Jon Condon in Beef Central news briefs 23 September 2014 wrote:” Global halal food market worth $1.6 trillion by 2018.”   Dubai is a major centre of that trade and Australia only manages to supply 9% of its imports. Brazil is the major supplier.[ http://www.beefcentral.com/news/beef-central-news-briefs-23-september-2014/] This trade could be under threat from extremists.

The “aggressive social media campaign” which was undertaken against the South Australian Fleurieu Milk and Yoghurt Company in early November has been successful. That company has terminated its $50,000 contract to supply halal yoghurt to Emirate Airlines. One of the major charges in this campaign was that fees from halal certification are being used to fund terrorism.

The attacks were quite harsh and social media was apparently followed up by vicious phone calls to the business. The sales and marketing manager pointed out; “The social media laws are quite hard to police.” “You can get on there and say whatever you like in fake accounts, but what we are trying to put across is these business that you are approaching, in our case, our farmers, they are just trying to be viable. They don’t deserve this hate mail, and neither do a lot of the other businesses that are getting it.”

While the company may be able to save its business and the jobs of its employees, this campaign is not an isolated one. Hatred of Islam, fuelled by police raids and foolish political commentary, has led to an intensification of Islamophobia. Whenever there is some association of the Muslim community with either terrorism or gang related crime, the whole community suffers. Mosques are attacked, hijab wearing women are assaulted, Muslims are abused in the street.

One form this Islamophobia is taking is the waging of anti-halal certification campaigns.

The main argument used for Scriptural opposition to the consumption of halal meat by the fundamentalist Islamophobes relies upon the assertion that Allah, the God of Islam, is a false god, an idol. Paul of Tarsus, the founder of what became Christianity, is quoted in his First Letter to the Corinthians, as stating verses 20-21 “…when pagans sacrifice, what is sacrificed by them is sacrificed to demons who are not God. I do not want you to share with demons.”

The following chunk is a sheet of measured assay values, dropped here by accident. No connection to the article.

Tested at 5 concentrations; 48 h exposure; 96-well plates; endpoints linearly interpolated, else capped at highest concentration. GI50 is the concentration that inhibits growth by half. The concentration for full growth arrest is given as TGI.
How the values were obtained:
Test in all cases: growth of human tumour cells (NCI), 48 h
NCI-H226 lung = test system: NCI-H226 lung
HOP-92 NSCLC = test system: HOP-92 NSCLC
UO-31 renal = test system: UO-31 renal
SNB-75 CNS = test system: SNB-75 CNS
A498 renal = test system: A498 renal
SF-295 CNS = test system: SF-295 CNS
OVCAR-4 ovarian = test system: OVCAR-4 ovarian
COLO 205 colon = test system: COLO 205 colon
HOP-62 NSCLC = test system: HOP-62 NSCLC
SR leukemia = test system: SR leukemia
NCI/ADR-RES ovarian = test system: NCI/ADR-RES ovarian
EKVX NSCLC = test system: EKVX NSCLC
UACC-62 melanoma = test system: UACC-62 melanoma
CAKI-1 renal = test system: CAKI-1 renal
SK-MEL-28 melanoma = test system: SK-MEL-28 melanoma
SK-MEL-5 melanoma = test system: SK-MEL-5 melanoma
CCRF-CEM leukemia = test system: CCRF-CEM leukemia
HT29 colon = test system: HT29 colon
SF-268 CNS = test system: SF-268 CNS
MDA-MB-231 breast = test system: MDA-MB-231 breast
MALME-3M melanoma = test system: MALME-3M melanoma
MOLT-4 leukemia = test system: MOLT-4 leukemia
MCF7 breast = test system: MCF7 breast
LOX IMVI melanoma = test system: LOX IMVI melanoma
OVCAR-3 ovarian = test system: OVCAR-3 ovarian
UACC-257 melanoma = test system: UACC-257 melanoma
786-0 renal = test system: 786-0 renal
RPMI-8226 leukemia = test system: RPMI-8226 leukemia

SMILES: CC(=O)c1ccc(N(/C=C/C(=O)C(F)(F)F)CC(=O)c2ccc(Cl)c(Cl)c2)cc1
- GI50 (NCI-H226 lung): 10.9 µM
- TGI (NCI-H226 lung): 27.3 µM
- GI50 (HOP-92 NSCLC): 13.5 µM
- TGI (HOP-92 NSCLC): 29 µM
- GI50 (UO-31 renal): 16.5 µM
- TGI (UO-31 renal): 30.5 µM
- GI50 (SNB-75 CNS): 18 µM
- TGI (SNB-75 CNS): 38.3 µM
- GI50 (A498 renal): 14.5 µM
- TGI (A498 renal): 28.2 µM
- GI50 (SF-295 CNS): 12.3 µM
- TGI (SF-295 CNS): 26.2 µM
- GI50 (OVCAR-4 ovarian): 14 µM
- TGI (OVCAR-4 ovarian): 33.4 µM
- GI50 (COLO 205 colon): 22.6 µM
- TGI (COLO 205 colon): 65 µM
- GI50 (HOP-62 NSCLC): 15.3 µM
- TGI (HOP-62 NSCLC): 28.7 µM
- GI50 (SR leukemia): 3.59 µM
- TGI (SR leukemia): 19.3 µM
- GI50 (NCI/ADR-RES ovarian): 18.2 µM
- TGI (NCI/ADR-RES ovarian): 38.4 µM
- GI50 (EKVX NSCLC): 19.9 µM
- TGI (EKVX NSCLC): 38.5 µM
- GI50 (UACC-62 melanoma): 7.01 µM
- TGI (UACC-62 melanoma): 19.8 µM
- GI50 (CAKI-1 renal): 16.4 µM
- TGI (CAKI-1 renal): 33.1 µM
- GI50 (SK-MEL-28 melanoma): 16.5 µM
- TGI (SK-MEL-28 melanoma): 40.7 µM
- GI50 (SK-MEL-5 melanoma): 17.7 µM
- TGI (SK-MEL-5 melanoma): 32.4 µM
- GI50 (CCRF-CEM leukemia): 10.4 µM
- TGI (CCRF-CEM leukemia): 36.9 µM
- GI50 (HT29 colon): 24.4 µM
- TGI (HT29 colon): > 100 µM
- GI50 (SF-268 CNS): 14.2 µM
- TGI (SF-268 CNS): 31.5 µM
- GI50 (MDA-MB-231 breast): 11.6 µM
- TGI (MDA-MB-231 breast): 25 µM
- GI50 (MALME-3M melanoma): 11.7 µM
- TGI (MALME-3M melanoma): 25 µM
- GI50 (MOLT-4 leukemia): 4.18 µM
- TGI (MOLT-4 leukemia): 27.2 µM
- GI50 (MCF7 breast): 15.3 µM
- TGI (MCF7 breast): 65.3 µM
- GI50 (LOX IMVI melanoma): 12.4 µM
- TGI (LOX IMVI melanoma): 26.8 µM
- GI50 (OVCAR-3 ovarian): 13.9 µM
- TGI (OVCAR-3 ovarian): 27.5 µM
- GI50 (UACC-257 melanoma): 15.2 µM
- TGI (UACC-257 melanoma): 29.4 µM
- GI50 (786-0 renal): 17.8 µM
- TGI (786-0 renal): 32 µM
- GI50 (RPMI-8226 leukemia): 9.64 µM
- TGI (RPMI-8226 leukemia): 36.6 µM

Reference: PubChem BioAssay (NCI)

While this is associated clearly with sacrifice upon the altar in a religious rite, Paul goes on in verses 25-29 to state: “Eat anything that is sold in butcher’s shops: there is no need to ask questions for conscience sake since To the Lord belong the earth and all it contains. If an unbeliever invites you to a meal, go if you want to, and eat whatever is put before you; you need not ask questions of conscience first. But if someone says to you, ‘This food has been offered in sacrifice,’ do not eat it, out of consideration for the person that told you, for conscience’s sake-not your own conscience.”

However this was not the policy of the followers of the Gospel in Jerusalem.   Presumably while Paul was in Jerusalem visiting the disciples and the Head of the Ecclesia, James the brother of Jesus, what became known later as the First Council of Jerusalem made a decision about food. The only record we have is from the partisan of Paul, who wrote the Acts of the Apostles, but even this is remarkable. Acts verses 28-29 records: “It has been decided by the Holy Spirit and by ourselves not to impose on you any burden beyond these essentials: you are to abstain from food sacrificed to idols, from blood, from the meat of strangled animals and from illicit marriages.” This was of course based upon the assumption that the basics of the Torah were known and understood, with the avoidance of the forbidden animals including pork and the maintenance of the method of kosher slaughter, which ensured that the animal was free from blood.

Today this decree of the First Council of Jerusalem is largely ignored, except by those who want to use it in propaganda against halal food.

Notwithstanding the extremist Christian slander that Islam is a form of paganism, we should be aware of the stand of the main Christian body, the Catholic Church. Pope John Paul II when in Nigeria in February 1982, stated quite clearly to Muslim religious leaders: “ We both believe in one God who is the Creator of Man. We acclaim God’s sovereignty and we defend man’s dignity as God’s servant. We adore God and profess total submission to him. Thus, in a true sense, we can call one another brothers and sisters in faith in the one God. And we are grateful for this faith, since without God the life of man would be like the heavens without the sun.”